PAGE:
Offbeat Thrills Now, Big Money Later?
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Brutal, bloody fights in cages. Skateboarding on water. Tennis on sand. Bikes on dirt. Fantasy battles in virtual worlds. Modern-day ninjas. Unlike mainstream sports, with their gargantuan TV contracts, household-name athletes and commentators, and zillion-dollar endorsements, the six sports featured here are gritty niche operations scuffling for national attention.
But remember: NASCAR started as a bunch of good ol' boys running souped-up jalopies south of the Mason-Dixon, and not so very long ago, tennis' Grand Slam tournaments were played by amateurs. Audiences for novel athletic endeavors in the U.S. are expanding fast, boosted by the mainstreaming of "action sports" such as snowboarding and skateboarding. Of these six, Ultimate Fighting has arguably broken through to mainstream status already, while wakeskating is just beginning to dip its toes into professional waters. Experienced investors are moving in, global companies such as Toyota (TM ), Dell (DELL ), and Hewlett-Packard (HPQ ) are signing up to sponsor, and many of the athletes themselves are starting to earn a good deal more than pocket money.
"At one time you would watch these sports for the 'wow' factor. Now people are consuming them more and more as competitive sports," says Wade Martin, general manager of an action sports competition sponsored by Mountain Dew. "They're appealing from an athletic standpoint, and they have an individualistic nature, which rings true to the younger generation."
That's the Holy Grail: the elusive eyes of 18- to 34-year-old males, targeted for their buying power and attention to marketing. They're tuning in to these new sports. Potential investors, take note.
About five years ago, Scott Byerly decided he didn't need bindings on his wakeboard anymore, and wakeskating was born. (For the uninitiated, a wakeboarder is towed like a water skier but uses a rectangular board.) The Byerly Toe Jam tour, organized by Byerly and fellow wakeskater Sean Dishman, launched in April and pays for itself, with sponsors picking up the $100,000 tab for each event and a television contract with cable channel FUEL TV, part of the Fox Cable Networks (NWS ). Aaron Reed, the current world champion, is known for his "wake-to-wake" move in which he jumps not one but two wakes.
Sasuke, a made-for-TV sport filmed in Tokyo, thrives on the agony of defeat. The fact that most rivals don't make it through all four obstacle courses is one reason why Neal Tiles, president of Comcast Corp.'s (CMCSA ) young-male-oriented cable channel, G4, chose it for his programming lineup in 2006. His long shot is paying off in the ratings. Since it first aired on American TV last October, the sport, now dubbed Ninja Warrior, has outperformed every show but Cops on the network in every demographic. Five million viewers tuned in to a 48-hour marathon—the highest-rated week ever for the channel.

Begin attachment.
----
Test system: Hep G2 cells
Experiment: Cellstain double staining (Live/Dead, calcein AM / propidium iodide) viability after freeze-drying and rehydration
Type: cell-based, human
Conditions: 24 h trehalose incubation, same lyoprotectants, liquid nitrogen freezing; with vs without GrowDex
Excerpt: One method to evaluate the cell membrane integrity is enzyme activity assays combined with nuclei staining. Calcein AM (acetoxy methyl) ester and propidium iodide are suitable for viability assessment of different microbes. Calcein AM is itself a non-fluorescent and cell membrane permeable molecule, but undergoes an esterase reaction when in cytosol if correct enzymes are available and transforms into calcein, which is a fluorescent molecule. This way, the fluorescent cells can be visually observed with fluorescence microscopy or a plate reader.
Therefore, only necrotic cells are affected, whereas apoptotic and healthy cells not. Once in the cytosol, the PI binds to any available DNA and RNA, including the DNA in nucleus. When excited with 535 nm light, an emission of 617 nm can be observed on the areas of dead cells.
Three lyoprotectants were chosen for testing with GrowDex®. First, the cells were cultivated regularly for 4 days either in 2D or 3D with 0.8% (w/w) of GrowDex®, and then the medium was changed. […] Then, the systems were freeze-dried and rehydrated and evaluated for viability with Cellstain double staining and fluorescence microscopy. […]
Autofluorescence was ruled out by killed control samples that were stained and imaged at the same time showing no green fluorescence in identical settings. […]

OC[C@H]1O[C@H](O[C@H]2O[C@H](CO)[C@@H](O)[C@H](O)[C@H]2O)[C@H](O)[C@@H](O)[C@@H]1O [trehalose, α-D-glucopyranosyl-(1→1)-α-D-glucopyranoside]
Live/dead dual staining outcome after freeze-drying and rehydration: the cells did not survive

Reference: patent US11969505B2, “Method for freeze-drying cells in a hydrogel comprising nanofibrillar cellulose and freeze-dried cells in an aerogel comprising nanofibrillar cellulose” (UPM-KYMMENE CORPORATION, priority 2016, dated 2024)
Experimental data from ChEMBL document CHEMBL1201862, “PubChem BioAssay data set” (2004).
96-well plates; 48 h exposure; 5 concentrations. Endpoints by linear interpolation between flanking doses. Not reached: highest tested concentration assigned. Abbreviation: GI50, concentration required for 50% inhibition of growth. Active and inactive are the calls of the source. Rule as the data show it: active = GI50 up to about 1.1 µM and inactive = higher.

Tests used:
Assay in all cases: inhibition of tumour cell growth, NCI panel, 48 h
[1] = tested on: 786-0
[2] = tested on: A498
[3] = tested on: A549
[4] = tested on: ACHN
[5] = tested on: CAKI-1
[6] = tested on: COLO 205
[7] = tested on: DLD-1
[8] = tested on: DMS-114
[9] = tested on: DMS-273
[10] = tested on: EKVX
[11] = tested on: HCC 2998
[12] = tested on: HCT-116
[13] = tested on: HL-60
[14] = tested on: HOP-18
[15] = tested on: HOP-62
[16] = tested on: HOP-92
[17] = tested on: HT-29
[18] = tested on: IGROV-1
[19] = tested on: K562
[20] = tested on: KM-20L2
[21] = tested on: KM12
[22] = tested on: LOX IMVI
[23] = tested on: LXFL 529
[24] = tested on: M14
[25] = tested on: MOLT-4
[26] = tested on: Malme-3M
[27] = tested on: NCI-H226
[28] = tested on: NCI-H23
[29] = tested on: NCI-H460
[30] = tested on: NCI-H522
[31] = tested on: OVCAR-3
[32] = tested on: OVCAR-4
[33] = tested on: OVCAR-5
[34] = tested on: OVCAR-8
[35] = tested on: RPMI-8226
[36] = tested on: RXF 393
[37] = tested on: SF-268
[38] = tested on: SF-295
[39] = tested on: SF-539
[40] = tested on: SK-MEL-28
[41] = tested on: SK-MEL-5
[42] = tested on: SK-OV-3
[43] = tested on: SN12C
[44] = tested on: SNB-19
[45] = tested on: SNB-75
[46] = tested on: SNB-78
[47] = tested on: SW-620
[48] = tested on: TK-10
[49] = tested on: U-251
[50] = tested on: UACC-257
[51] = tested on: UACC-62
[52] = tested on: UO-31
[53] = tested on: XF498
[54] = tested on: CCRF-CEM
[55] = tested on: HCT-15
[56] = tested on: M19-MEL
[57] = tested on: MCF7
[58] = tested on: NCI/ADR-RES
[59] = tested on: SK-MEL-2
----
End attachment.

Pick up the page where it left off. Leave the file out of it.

Ultimate Fighting Championship was born of the age-old martial arts debate: Which is the greatest form of bodily combat? Wrestlers, boxers, and Ju-Jitsu artists squared off against one another in search of the answer. Mixed martial arts enthusiast Dana White, who used to run a sports management company, bought the company in 2001 with two old sparring buddies for $2 million. The UFC racked up $223 million in pay-per-view sales in 2006 and is selling out boxing and college basketball arenas at $750 for ringside and $50 for stadium seats (Dustin Hazelett defeating Diego Saraiva). White just bought out Asian competitor Pride for $70 million and is planning a European tour next year. On June 23, the finale of the company's reality-TV show, The Ultimate Fighter 5, reached 2.6 million viewers on Viacom Inc.'s (VIA ) Spike TV.
When David Hill, CEO of Fox Sports and former president of Direct TV Entertainment (DTV ), was looking for the next big sports property, he landed on an unlikely candidate: video games. Direct TV has committed tens of millions in a multiyear contract to air a twice-weekly, two-hour show that began on July 9. Eighteen 10-member teams will compete. Some of their general managers are building training centers while others are hiring top global players to spar (a Los Angeles tourney). Team members get a starting salary of $30,000, and top gamers could earn up to $100,000 per season. One sponsor: Dell.
A New York real estate developer by day, Mark Altheim has spent two years promoting beach tennis, a hybrid sport that mixes tennis with beach volleyball, and marketing a new company, Beach Tennis USA. Altheim has sunk $2 million into his project and is finally seeing some real return. This year, Beach Tennis USA signed TV contracts with SportsNet New York (CMCSA ), Comcast SportsNet, and the Tennis Channel, and teams are picking up sponsors. Phil Whitesell and Chris Henderson received $10,000 from national sponsor Liquid Ice energy drink to cover their expenses to play the nationals in Long Beach, N.Y., on Sept. 1 and 2.
Get ready to eat dust: A bicycle motocross track may be coming to your town. With newfound leverage from the sport's recent inclusion in the Beijing 2008 Olympic Games, the American Bicycle Assn. (ABA) is planning to invest "in the mid- to high six figures," says a spokesperson, in building BMX-specific tracks to revive the sport (an event in Australia). BMX has become so appealing that cities are investing in arenas to attract tourism dollars, and Hewlett-Packard is a sponsor. Albuquerque just completed a $5 million arena in April, and the ABA is in talks with Walt Disney Co. (DIS ) to build an even larger complex for Disney's Wide World of Sports.
By Paula Lehman